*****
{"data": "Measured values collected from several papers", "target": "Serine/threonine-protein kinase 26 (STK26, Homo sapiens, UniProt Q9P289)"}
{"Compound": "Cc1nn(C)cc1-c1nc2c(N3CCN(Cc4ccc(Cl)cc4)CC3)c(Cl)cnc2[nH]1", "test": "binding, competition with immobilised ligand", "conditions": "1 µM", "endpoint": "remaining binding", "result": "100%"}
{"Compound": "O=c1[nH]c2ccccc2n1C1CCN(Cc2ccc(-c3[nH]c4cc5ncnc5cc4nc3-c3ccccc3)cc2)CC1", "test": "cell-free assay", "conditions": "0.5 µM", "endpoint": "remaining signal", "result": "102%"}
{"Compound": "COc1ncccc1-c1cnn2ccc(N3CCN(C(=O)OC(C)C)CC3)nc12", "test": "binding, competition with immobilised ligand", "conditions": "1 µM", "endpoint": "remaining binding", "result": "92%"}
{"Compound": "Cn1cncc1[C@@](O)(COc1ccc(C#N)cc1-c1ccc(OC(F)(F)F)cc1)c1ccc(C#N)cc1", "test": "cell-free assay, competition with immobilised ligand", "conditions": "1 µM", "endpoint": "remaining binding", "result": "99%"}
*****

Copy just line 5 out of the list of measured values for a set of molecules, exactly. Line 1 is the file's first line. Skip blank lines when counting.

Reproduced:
{"Compound": "Cn1cncc1[C@@](O)(COc1ccc(C#N)cc1-c1ccc(OC(F)(F)F)cc1)c1ccc(C#N)cc1", "test": "cell-free assay, competition with immobilised ligand", "conditions": "1 µM", "endpoint": "remaining binding", "result": "99%"}